Tuesday, March 31, 2009

Ari, Quepay

Taking a wide berth the alms man opened the morning news, and spreading it across his lap read the following: “This morning at 27½ minutes past the noontime the sky will fall. Authorities suggest staying indoors until 28 minutes past the hour”. The radio announcer, transmitting from the hillsides of Montlimar in the Rhone-Alpes, cleared his throat and said ‘…Tukums Tukuma…’, the radio catching static, the word ‘KOPIDEJA’ clanging and crashing and banging in his head, ‘…Ari, quepay…’ he screamed, the static getting brasher, louder ‘…Arequipa Quechua…’. The train came to a stop, the alms man placing the newspaper on the seat opposite, the sky blue yellow blue. Looking upwards he took in the majesty of the sky. Looking sideways he reached for the door handle. Looking downwards he took hold of his carpetbag and detrained, the redcap lending him a stiffened shoulder. On the opposite platform a child with eyes black as peppercorns darted in and out of the shadows, the loudspeaker over the station door announcing 'KOPIDEJA', LAST STOP BEFORE MONTLIMAR’. He ran into a man holding a sign, "I'm not made to philosophize, I don't have the heart for it. My heart is more like a machine for making blood to be spilled in a knife fight..."[1] He asked the man where he could find a cool draught to slake his travel-weary thirst.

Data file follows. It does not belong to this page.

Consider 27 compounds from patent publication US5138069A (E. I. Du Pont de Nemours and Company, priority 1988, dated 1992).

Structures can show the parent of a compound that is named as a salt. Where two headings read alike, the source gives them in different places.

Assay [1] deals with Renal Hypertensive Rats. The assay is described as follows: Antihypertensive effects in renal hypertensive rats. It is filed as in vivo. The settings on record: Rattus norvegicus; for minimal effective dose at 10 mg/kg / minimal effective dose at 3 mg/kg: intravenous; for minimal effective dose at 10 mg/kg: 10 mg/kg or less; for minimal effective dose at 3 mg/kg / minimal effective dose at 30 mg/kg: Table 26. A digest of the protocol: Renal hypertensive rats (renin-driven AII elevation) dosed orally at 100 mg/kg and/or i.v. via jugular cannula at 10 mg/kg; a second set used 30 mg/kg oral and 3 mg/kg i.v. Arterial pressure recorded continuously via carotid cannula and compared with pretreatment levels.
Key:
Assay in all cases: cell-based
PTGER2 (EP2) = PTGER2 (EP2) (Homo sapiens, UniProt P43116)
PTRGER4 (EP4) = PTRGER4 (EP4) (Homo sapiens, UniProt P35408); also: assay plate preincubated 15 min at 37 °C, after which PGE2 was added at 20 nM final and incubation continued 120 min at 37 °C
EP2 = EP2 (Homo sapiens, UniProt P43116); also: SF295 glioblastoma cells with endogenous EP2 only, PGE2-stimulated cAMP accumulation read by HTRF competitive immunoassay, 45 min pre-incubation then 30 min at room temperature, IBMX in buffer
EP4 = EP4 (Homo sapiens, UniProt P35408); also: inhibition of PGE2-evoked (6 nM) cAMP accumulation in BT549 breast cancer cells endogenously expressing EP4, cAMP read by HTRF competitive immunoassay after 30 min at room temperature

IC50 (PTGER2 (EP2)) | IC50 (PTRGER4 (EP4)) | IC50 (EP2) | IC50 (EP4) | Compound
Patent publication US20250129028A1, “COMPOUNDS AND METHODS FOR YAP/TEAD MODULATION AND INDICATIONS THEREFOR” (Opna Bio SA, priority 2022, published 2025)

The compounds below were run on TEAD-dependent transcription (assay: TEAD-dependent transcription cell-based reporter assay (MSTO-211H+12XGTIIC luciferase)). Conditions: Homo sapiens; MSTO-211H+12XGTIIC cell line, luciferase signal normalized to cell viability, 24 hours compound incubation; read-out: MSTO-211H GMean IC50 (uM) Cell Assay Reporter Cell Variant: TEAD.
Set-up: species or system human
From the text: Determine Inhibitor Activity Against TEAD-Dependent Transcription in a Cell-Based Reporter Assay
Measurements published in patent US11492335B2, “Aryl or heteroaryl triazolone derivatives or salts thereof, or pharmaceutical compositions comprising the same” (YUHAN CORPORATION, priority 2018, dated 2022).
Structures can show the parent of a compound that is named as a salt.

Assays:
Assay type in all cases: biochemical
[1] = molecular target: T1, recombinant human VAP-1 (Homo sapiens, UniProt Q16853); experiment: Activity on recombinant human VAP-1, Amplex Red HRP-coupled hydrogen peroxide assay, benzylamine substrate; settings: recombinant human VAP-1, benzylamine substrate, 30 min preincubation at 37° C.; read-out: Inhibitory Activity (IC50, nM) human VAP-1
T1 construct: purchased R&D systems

[1] Camilo José Cela, La Familia De Pascual Duarte, Círculo de Lectores, Barcelona, 1972

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"Poetry is the short-circuiting of meaning between words, the impetuous regeneration of primordial myth". Bruno Schulz

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